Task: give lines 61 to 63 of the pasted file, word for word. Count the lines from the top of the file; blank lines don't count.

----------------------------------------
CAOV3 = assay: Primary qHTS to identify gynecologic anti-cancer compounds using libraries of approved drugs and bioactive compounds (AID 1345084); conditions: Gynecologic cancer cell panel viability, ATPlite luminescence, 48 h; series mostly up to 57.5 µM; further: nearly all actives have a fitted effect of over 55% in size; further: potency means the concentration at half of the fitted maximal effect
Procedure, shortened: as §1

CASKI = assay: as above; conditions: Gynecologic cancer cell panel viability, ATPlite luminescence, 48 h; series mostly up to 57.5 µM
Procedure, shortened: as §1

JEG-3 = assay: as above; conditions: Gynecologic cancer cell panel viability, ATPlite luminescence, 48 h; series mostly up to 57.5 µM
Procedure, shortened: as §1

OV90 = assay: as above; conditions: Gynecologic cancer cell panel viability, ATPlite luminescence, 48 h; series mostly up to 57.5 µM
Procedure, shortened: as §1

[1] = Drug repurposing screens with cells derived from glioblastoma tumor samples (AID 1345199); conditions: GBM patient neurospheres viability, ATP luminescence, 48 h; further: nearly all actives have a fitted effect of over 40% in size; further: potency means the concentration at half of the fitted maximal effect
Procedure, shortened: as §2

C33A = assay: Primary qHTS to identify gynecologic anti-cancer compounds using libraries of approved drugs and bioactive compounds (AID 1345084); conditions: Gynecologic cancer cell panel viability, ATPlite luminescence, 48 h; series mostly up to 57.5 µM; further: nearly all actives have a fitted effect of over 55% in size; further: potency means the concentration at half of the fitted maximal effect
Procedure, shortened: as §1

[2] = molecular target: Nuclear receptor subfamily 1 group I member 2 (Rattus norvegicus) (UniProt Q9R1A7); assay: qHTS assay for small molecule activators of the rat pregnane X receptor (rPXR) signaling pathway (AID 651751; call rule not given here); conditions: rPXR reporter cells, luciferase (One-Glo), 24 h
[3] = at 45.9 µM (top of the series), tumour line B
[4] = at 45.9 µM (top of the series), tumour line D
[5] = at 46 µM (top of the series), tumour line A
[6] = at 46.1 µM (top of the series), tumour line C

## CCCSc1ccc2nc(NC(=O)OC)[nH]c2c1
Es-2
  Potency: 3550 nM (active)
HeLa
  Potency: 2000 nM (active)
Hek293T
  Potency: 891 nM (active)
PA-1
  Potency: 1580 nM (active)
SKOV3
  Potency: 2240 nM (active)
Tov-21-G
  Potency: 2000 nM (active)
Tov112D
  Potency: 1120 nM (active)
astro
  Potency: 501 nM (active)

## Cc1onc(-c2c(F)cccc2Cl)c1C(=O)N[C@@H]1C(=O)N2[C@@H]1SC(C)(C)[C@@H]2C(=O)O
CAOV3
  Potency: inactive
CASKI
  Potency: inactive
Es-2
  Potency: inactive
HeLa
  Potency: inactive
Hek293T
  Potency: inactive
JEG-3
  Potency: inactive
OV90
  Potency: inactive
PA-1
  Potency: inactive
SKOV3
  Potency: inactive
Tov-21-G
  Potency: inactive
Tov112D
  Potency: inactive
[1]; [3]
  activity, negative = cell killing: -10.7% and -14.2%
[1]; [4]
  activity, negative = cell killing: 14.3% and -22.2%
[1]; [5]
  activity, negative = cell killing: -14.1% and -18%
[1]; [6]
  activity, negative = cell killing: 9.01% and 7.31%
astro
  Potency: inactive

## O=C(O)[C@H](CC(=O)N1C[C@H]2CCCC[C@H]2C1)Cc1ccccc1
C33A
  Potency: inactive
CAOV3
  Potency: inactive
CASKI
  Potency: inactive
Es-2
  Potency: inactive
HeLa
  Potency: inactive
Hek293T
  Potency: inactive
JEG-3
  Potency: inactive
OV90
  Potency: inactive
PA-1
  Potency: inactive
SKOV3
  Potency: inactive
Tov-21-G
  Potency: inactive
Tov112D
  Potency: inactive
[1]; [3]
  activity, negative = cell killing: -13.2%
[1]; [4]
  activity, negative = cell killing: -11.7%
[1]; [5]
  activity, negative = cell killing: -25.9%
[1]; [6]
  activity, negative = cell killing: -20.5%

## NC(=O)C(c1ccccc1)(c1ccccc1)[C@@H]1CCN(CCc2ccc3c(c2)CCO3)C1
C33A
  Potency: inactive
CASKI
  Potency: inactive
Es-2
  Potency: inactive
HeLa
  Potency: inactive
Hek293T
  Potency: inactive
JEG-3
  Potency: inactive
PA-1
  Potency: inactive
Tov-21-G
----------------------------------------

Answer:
  activity, negative = cell killing: 14.3% and -22.2%
[1]; [5]
  activity, negative = cell killing: -14.1% and -18%